If assistance to Puerto Rican families displaced by the devastation in that island Is organized and funded, it may provide good experience for the effective and human handling of problems of immigrants and displacees from other causes as well.

Waterbury should stake out a claim, perhaps even a national claim, as a city welcoming of immigrants, and known nationally as such: Waterbury is a city built on the contributions of immigrants, appreciative of immigrants, affirmatively welcoming of immigrants. It should make the most of the strength Immigrants provide for its future. “WATERBURY THE WELCOMING CITY” as a city slogan?

Blog #101 — Jackie Leavitt – An Ethical Peoples’ Planner


What was perhaps most unusual about Jackie Leavitt’s professional and political social justice work was the relationship between them and her personal life: how she informed her own work by her lived experience with people, and drew the lessons of that work for socially concerned planners and planning. One of those lessons was that work was only one aspect of life, and should not be used as the defining characteristics of people, characterizing them as individuals simply by what they did, what role they played in society. People were central for her: central in her life, an amazing set of friends and contacts that enriched her life and the lives of those who she touched, and central in her work, in which she never treated the people involved as numbers, as categories to be dealt with according to their position in one hierarchy or another, but as full and unique individuals, to be respected and treated in all their diversity and humanity. Her life illuminates both who planners are and what planners do. One of the outstanding threads in her life, which runs through both who planners are and what they do, is the focus on the humanity of the individuals involved. Both in her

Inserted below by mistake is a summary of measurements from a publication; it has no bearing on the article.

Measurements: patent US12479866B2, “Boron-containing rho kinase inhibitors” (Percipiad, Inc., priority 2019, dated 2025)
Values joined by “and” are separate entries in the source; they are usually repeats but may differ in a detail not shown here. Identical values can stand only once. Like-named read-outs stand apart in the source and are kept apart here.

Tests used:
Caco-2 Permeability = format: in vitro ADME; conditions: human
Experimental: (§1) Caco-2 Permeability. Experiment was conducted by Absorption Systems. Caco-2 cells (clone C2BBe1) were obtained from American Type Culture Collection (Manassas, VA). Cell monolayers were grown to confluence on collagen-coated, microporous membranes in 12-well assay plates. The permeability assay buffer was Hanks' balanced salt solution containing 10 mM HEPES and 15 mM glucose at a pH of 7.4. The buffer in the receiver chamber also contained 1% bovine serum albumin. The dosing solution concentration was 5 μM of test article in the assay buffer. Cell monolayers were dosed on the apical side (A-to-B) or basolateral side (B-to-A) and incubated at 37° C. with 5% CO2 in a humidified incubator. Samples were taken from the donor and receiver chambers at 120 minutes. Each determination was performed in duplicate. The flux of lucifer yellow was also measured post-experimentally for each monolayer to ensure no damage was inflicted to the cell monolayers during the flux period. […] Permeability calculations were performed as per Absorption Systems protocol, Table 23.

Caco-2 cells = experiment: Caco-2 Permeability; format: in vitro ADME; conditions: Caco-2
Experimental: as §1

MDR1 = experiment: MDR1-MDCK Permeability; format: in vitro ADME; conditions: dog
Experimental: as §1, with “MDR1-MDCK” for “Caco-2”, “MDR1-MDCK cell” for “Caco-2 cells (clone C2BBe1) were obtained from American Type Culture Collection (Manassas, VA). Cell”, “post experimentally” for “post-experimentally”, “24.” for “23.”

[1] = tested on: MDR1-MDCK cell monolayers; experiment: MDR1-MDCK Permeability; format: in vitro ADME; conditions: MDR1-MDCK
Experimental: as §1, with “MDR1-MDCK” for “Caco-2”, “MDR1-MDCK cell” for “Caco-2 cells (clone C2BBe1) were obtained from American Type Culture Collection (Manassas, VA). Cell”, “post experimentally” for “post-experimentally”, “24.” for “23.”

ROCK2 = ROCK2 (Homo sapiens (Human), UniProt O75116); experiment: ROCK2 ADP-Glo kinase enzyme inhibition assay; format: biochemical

For those on the activist social movement and professional planning end of her work, Jackie had much to offer. Rather than bow to the pressures for “objectivity” and “neutrality” often encountered in academia and professional research, she was clearly politically committed in the best sense of the phrase, to the ideals of social justice and how her work might advance at interest. Start with her conception who of who planners are – and what they are not. They are not simply professionals, servants of whoever employs them or contracts for their services; they are not simply technicians for hire. Their clients , for planners, in their own minds, should be those in need, those poorly served by existing societal arrangements, particularly in day to day urban life, those for whom a deeply felt and thought-through concept of social justices requires priority to be given.